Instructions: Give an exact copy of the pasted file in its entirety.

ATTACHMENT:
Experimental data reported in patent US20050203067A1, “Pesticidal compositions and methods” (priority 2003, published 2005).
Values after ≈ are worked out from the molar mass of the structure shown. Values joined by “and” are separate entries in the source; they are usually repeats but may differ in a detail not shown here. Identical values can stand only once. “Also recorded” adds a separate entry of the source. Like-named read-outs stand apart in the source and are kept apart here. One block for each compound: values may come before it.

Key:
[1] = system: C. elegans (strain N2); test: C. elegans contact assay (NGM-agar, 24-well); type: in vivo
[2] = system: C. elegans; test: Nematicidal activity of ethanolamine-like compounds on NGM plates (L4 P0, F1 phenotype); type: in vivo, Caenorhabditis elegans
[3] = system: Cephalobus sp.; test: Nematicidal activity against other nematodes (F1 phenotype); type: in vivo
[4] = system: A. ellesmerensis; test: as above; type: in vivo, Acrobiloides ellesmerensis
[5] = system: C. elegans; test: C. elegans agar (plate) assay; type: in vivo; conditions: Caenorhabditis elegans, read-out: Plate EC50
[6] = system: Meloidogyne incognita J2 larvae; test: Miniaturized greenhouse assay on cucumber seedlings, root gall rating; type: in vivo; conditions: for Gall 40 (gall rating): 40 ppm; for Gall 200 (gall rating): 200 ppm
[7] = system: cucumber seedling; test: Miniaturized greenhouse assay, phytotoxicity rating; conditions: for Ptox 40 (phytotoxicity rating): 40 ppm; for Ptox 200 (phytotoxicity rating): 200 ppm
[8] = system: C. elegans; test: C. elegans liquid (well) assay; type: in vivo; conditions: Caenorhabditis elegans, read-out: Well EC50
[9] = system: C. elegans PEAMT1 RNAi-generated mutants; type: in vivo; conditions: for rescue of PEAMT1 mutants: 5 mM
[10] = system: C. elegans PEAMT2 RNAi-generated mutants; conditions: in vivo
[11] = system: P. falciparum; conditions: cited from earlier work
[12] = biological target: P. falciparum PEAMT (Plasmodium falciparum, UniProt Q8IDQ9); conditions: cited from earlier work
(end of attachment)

Experimental data reported in patent US20050203067A1, “Pesticidal compositions and methods” (priority 2003, published 2005).
Values after ≈ are worked out from the molar mass of the structure shown. Values joined by “and” are separate entries in the source; they are usually repeats but may differ in a detail not shown here. Identical values can stand only once. “Also recorded” adds a separate entry of the source. Like-named read-outs stand apart in the source and are kept apart here. One block for each compound: values may come before it.

Key:
[1] = system: C. elegans (strain N2); test: C. elegans contact assay (NGM-agar, 24-well); type: in vivo
[2] = system: C. elegans; test: Nematicidal activity of ethanolamine-like compounds on NGM plates (L4 P0, F1 phenotype); type: in vivo, Caenorhabditis elegans
[3] = system: Cephalobus sp.; test: Nematicidal activity against other nematodes (F1 phenotype); type: in vivo
[4] = system: A. ellesmerensis; test: as above; type: in vivo, Acrobiloides ellesmerensis
[5] = system: C. elegans; test: C. elegans agar (plate) assay; type: in vivo; conditions: Caenorhabditis elegans, read-out: Plate EC50
[6] = system: Meloidogyne incognita J2 larvae; test: Miniaturized greenhouse assay on cucumber seedlings, root gall rating; type: in vivo; conditions: for Gall 40 (gall rating): 40 ppm; for Gall 200 (gall rating): 200 ppm
[7] = system: cucumber seedling; test: Miniaturized greenhouse assay, phytotoxicity rating; conditions: for Ptox 40 (phytotoxicity rating): 40 ppm; for Ptox 200 (phytotoxicity rating): 200 ppm
[8] = system: C. elegans; test: C. elegans liquid (well) assay; type: in vivo; conditions: Caenorhabditis elegans, read-out: Well EC50
[9] = system: C. elegans PEAMT1 RNAi-generated mutants; type: in vivo; conditions: for rescue of PEAMT1 mutants: 5 mM
[10] = system: C. elegans PEAMT2 RNAi-generated mutants; conditions: in vivo
[11] = system: P. falciparum; conditions: cited from earlier work
[12] = biological target: P. falciparum PEAMT (Plasmodium falciparum, UniProt Q8IDQ9); conditions: cited from earlier work